How to care for your pet amphibian: expert tips for care and feeding

pet amphibian

Want to give your pet amphibian the best life? Proper care for your pet will keep them happy and healthy for a long time. Read more to find out how to provide for them.

We all want our pets in a safe and nurturing environment. To ensure their safety, it is important to be well-informed about your non-human companion. Each pet is different, and this is even more so if it is a different species. Many people are familiar with common pets like dogs, cats, bunnies, and hamsters.

How to care for your pet amphibian

However, amphibians are still relatively uncommon pets and need special attention. If you are one such owner, you should know all about your new pet to make them comfortable in their new habitat.

Research, Research, Research!

The ability to take care of your pet amphibian is directly proportional to how much you know about them. An informed owner is an indication of a loved pet amphibian. Committing to a pet is a huge responsibility. Different pets have different food, lighting, heating requirements, which directly affects their lifespan. As an owner, you need to realize what you are getting into and thoroughly research the pet you want before adopting them.

Ask your pet store or pet handler for info about your new family member. You can also look up helpful blogs and sites online. Herpetological societies and exotic veterinarians are other great sources of information.

Ideally, given the complexity of the caring process for these animals, pet amphibians are not ideal starter pets. Adults or older children should take such responsibility.

Types of Pet Amphibian

There are many petamphibians ranging from frogs to toads and salamanders; however, not all of them are suited to be pets. Some salamanders grow up to a foot long or live up to 25 years. Tadpoles need to be kept in aquariums, but once they grow into frogs, they may need to have a mix of water and foliage, depending on the species. You need to consider such factors when selecting your pet amphibian.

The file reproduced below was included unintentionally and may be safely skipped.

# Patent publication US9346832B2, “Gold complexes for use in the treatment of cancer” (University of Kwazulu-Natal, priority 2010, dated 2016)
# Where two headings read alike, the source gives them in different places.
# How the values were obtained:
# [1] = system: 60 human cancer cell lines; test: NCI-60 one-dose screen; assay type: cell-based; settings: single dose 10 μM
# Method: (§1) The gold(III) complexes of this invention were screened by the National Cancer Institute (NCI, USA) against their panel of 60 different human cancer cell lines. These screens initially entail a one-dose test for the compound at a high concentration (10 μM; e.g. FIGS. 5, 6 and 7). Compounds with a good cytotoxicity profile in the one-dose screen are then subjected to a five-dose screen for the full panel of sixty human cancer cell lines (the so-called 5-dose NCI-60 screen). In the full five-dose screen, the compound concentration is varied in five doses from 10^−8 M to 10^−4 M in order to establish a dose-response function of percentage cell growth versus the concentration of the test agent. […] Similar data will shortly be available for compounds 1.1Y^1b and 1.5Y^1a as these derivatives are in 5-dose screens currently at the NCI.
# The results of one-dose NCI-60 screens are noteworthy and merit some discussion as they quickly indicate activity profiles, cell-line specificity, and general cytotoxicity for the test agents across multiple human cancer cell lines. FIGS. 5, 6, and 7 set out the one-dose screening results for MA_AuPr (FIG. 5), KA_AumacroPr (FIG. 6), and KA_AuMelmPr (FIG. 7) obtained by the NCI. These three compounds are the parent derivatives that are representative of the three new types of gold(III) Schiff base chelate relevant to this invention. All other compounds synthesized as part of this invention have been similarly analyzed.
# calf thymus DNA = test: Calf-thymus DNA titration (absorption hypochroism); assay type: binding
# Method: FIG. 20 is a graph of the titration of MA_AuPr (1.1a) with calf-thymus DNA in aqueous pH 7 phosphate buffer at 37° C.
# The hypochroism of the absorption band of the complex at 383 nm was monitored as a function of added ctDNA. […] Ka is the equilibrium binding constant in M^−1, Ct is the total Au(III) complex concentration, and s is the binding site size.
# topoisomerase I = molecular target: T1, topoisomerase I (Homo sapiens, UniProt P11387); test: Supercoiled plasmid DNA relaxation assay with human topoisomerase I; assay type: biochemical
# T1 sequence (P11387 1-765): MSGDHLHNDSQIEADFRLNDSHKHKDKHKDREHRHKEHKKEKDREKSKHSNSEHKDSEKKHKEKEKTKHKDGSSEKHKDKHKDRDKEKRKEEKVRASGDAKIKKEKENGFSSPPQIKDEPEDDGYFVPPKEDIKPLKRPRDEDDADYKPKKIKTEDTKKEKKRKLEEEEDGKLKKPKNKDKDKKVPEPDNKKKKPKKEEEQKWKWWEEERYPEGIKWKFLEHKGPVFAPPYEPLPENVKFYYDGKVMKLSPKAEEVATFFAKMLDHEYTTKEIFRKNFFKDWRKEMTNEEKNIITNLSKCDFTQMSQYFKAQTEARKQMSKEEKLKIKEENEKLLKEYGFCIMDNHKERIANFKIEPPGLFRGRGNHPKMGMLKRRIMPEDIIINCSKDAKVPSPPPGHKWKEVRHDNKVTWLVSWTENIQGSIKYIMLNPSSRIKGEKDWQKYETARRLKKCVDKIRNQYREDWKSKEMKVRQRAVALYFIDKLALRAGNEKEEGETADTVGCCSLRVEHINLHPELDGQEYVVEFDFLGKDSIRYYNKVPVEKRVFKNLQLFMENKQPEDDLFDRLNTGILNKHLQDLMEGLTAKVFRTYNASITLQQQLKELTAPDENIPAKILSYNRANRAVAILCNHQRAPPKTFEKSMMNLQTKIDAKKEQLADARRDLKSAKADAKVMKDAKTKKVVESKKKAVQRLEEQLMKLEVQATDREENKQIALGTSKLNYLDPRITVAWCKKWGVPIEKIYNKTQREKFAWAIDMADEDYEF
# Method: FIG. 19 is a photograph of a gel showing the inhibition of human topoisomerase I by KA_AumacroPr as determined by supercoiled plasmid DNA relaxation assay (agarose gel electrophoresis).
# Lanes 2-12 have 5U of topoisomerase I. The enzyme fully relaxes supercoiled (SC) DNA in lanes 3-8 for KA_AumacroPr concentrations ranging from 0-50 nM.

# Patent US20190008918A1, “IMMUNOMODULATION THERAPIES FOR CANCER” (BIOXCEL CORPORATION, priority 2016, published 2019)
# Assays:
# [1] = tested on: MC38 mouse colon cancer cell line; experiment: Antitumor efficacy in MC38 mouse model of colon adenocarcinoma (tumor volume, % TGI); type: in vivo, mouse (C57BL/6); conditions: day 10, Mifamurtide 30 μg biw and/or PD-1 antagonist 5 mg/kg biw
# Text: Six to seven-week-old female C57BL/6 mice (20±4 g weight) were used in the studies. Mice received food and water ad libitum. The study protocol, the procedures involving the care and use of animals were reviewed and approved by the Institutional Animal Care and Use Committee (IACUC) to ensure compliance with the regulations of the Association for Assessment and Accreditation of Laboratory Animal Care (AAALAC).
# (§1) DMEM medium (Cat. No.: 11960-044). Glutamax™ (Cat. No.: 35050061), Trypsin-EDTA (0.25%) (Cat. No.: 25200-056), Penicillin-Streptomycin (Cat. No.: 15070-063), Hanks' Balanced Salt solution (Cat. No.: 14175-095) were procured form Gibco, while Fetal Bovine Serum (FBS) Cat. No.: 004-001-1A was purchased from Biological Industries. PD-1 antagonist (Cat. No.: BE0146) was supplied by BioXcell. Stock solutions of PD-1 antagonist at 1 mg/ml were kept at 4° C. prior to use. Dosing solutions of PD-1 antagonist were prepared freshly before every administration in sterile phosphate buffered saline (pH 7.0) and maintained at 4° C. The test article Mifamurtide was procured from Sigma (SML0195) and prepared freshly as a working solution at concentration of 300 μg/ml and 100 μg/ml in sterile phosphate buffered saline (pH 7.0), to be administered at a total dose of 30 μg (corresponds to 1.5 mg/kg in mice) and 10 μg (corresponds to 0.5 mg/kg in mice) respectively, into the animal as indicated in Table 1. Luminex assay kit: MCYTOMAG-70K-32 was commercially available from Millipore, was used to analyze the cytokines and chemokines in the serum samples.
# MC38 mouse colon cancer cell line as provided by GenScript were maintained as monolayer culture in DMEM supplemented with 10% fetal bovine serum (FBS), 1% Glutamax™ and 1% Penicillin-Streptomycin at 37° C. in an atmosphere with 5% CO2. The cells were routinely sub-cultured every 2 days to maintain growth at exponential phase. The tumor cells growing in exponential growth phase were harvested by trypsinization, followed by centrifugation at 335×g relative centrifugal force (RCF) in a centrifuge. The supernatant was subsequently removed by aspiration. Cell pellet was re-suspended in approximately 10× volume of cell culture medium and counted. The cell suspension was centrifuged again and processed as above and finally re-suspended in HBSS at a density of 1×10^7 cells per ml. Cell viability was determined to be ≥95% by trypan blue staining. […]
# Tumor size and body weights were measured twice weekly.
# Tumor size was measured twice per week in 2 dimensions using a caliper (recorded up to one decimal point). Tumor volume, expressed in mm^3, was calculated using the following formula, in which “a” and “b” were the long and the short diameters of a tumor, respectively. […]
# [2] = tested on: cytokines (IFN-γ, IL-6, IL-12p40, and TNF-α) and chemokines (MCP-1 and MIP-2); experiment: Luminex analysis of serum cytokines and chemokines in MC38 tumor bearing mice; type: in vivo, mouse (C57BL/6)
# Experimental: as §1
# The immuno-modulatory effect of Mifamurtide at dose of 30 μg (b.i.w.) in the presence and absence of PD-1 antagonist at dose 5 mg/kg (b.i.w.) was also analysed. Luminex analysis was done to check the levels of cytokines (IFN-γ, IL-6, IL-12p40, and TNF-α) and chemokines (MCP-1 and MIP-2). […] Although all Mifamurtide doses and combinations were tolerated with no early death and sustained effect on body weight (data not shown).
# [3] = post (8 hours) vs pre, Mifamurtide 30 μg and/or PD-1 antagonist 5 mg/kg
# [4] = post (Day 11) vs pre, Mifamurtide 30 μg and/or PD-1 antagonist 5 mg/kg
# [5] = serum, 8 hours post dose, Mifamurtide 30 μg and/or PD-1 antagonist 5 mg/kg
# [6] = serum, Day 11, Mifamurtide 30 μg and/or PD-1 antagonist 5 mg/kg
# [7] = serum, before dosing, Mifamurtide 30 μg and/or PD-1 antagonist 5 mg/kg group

Pet Amphibian Housing and Environment

Each type of pet amphibian has different needs for their environment; this can vary further depending on the species as well. For example, water frogs need more water to swim in, whereas land frogs need less water.

The common factor regarding all enclosures is to ensure it closely resembles your pet’s natural habitat. Add mosses, plants, rocks, and driftwoods, making sure to select rocks that your pet won’t swallow. Also, given the curious nature of escape-artist pets, keep the enclosure escape-proof. Locking safety clips can provide an extra layer of precaution.

Argentine horned frogs need a substrate of wet moss for their terrarium. On the other hand, tree frogs thrive in plentiful moist vegetation for hiding spots in a vivarium. Some newts and salamanders require an aquatic environment, but their terrestrial brethren prefer dry land. Ask your pet store for more information to find the right material for the aquarium or look up online.


The average pet amphibian can easily thrive at a temperature of 16 to 21 degrees Celsius at 75 to 80% humidity. Nonetheless, you should still research the requirements for the specific amphibian you plan to adopt.

For example, tropical amphibians require a heat pump to heat a vivarium with the temperature and humidity closely monitored.


The best lighting for your cold-blooded companions are those that can replicate natural light. UVB/UVA bulbs are the most efficient means to achieve that because it promotes natural behaviors, including eating, breeding, and boosting the immune system.

The importance of UVB can be emphasized by the myriad of side effects from the lack of it. UVB deficiency can cause paralysis, deformity, or even premature death.